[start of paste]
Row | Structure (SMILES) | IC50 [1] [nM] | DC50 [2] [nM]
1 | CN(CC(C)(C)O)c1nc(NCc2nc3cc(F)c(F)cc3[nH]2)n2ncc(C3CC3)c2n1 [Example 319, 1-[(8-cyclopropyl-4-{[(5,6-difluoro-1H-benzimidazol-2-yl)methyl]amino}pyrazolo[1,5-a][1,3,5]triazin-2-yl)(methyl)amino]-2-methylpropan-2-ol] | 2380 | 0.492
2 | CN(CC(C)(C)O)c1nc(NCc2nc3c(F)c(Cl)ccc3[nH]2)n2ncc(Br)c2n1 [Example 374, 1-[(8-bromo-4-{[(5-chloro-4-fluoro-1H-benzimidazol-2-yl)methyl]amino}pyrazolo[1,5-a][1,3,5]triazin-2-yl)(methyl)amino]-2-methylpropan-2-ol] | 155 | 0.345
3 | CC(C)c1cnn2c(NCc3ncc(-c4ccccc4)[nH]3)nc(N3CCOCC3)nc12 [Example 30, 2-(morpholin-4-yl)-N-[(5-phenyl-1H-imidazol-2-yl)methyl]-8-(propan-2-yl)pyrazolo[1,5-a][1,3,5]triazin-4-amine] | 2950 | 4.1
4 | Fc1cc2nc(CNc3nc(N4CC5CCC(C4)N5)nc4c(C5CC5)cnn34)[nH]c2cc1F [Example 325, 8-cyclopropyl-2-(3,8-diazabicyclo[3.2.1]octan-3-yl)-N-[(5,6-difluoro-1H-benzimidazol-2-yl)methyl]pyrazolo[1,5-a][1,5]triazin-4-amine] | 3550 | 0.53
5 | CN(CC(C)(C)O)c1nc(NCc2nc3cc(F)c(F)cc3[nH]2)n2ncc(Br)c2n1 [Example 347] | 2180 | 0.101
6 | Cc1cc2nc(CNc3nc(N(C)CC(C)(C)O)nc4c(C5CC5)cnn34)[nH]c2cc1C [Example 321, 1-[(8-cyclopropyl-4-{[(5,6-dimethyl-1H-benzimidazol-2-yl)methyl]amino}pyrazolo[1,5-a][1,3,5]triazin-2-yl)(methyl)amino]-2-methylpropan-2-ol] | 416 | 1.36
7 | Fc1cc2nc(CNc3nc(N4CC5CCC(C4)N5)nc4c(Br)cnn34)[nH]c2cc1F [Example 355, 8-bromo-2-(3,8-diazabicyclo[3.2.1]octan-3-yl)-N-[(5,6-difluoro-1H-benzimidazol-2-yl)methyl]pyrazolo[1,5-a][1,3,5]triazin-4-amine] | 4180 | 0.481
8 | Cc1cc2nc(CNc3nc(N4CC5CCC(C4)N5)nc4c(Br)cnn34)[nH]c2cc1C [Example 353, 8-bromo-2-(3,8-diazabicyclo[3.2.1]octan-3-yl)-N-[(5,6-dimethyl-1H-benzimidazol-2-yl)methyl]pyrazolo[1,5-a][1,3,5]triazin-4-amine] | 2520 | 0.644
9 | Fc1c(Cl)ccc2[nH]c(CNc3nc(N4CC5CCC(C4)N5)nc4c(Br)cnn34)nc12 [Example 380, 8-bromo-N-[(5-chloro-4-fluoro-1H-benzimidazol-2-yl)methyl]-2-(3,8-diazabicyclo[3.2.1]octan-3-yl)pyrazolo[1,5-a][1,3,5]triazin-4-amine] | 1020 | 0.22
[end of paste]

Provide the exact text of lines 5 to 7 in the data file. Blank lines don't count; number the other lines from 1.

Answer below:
4 | Fc1cc2nc(CNc3nc(N4CC5CCC(C4)N5)nc4c(C5CC5)cnn34)[nH]c2cc1F [Example 325, 8-cyclopropyl-2-(3,8-diazabicyclo[3.2.1]octan-3-yl)-N-[(5,6-difluoro-1H-benzimidazol-2-yl)methyl]pyrazolo[1,5-a][1,5]triazin-4-amine] | 3550 | 0.53
5 | CN(CC(C)(C)O)c1nc(NCc2nc3cc(F)c(F)cc3[nH]2)n2ncc(Br)c2n1 [Example 347] | 2180 | 0.101
6 | Cc1cc2nc(CNc3nc(N(C)CC(C)(C)O)nc4c(C5CC5)cnn34)[nH]c2cc1C [Example 321, 1-[(8-cyclopropyl-4-{[(5,6-dimethyl-1H-benzimidazol-2-yl)methyl]amino}pyrazolo[1,5-a][1,3,5]triazin-2-yl)(methyl)amino]-2-methylpropan-2-ol] | 416 | 1.36